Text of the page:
When Nike (nke) recently announced it would start selling on Amazon after years of hesitation, some saw a potentially brand-damaging move. But the company needs the e-commerce giant’s help to make good on a bold promise it made two years ago: hitting annual sales of $50 billion by 2020—a 67% jump.
Though it’s thriving, Nike is facing a resurgent Adidas and a growing Under Armour, not to mention a retail environment that is “not in a steady state,” to quote Nike CEO Mark Parker. Wall Street analysts expect Nike sales to hit $42.5 billion in three years’ time, according to Bloomberg. That’s impressive, but well off the shoemaker’s original target.
Nike is hardly the only company now finding it hard to meet its own lofty projections. In February, Nestlé, now grappling with an activist investor, said it was taking a “timeout” from its long-term goal of raising organic sales 5% to 6% a year. J.C. Penney (jcp) has twice in the past three years had to walk back ambitious revenue targets. The list goes on (see below).
There’s a natural temptation for CEOs to promise the sun and moon, but given the current travails in the retail and consumer worlds, and the blow to companies’ stocks when they fail to deliver on sky-high targets, leadership would be well-advised to rein it in a bit.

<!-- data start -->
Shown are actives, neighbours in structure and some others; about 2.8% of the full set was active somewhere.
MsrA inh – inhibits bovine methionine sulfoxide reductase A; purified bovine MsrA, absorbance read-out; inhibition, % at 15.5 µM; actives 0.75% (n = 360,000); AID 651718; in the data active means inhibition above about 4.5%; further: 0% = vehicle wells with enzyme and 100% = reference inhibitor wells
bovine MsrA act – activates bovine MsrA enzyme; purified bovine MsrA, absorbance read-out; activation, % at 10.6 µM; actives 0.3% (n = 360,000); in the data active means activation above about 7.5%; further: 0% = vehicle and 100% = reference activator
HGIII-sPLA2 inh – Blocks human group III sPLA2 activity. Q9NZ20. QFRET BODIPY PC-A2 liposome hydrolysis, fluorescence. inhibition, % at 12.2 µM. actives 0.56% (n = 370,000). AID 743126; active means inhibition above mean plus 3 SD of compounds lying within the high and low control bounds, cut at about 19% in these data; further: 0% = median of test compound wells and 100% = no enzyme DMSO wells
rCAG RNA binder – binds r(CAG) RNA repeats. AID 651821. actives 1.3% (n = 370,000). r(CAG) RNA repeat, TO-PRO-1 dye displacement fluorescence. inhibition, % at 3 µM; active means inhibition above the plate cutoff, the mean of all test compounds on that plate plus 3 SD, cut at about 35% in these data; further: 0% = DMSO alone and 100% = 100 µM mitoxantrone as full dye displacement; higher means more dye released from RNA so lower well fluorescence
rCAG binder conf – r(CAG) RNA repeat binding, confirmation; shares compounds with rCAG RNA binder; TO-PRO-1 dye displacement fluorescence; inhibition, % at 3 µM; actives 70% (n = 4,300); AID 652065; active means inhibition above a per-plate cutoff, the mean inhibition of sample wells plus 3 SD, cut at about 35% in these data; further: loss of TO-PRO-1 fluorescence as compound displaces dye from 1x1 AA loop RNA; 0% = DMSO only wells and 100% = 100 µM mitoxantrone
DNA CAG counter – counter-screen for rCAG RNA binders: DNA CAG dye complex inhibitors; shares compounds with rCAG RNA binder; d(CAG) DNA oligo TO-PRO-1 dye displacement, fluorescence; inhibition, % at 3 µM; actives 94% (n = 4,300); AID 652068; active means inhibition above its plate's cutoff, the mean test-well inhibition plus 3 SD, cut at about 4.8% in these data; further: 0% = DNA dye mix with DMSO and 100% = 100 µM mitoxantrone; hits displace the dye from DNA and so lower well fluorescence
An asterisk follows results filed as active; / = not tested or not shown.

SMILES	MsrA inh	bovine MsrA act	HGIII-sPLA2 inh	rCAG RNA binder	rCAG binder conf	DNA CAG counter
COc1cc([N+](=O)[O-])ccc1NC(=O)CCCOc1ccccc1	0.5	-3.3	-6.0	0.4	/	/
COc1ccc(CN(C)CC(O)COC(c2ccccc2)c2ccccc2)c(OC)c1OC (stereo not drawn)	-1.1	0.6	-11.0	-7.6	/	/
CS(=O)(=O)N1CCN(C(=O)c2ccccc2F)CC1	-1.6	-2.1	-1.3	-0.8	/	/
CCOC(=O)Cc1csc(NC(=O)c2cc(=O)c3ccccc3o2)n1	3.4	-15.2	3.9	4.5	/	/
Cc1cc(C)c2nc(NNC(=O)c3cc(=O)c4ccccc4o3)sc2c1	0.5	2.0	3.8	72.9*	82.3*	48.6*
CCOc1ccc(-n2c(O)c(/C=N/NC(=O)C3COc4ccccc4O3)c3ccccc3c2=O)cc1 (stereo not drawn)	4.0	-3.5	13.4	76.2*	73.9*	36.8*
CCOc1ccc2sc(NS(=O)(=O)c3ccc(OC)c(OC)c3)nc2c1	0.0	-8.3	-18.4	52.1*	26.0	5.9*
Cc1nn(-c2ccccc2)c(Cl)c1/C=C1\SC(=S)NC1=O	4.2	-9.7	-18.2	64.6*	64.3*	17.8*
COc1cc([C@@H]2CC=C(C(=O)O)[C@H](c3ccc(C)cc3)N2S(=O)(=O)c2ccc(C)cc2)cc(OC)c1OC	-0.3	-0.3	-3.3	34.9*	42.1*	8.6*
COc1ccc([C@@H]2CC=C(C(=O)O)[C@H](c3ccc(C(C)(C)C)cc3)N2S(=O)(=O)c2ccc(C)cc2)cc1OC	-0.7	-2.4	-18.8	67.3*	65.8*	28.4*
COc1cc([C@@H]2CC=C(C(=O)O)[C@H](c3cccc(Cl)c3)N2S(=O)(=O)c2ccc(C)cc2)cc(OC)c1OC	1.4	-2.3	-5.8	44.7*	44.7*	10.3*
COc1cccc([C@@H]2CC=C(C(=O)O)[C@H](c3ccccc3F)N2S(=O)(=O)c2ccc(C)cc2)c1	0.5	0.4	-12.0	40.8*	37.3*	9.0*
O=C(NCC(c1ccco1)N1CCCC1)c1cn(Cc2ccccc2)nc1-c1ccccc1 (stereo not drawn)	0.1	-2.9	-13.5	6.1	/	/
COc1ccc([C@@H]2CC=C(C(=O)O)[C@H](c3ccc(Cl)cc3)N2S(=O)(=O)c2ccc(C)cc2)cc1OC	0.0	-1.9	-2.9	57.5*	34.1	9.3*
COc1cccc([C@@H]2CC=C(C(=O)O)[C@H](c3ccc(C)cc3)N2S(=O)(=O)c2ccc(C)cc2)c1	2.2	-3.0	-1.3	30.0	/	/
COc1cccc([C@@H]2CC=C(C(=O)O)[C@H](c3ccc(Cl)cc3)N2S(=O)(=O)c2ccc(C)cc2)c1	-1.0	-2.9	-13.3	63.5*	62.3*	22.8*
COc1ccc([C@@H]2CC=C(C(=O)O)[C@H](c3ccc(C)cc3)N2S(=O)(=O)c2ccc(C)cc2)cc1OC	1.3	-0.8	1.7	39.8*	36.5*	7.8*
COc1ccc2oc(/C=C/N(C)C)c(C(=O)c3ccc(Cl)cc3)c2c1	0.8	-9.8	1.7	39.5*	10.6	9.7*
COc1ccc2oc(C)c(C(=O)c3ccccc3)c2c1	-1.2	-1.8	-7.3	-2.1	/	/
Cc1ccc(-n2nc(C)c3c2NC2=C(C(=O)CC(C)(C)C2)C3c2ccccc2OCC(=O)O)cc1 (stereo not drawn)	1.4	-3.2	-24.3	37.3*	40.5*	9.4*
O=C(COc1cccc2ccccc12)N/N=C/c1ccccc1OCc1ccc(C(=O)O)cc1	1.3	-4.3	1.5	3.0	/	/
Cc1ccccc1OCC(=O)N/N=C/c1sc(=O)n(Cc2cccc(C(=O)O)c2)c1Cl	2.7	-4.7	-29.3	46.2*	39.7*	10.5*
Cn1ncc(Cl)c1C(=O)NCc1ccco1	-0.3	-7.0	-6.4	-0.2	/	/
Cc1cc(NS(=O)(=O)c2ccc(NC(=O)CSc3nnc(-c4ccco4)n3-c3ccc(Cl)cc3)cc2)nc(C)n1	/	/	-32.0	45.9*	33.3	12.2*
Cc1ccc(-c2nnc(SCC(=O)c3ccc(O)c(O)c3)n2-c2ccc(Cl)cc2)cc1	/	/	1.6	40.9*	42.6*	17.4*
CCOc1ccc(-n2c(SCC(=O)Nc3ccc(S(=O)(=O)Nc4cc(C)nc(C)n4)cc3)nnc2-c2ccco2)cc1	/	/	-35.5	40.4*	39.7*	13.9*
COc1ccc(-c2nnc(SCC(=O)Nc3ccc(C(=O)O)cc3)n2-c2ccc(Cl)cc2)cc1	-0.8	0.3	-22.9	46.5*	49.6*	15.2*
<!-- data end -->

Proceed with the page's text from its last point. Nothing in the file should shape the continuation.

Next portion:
Sales Goals, a Few Sizes Too Large
In 2015, it adopted (and later abandoned) a 2017 sales target of $21 billion. The Street now expects closer to $18.6 billion.
Under Armour (uaa)
It dropped a 2018 goal of $7.5 billion (analysts expect $6 billion) in favor of a $10 billion target—but gave no time frame.
Leadership in 2016 said sales would hit $4 billion by 2020. Wall Street expects that will land closer to $3 billion.
In 2015 it promised annual digital-sales growth of 40%; it delivered 31% in 2015 (off a small base), and 27% in 2016.
A version of this article appears in the Aug. 1, 2017 issue of Fortune with the headline “Setting Big Hairy Goals—and Missing.”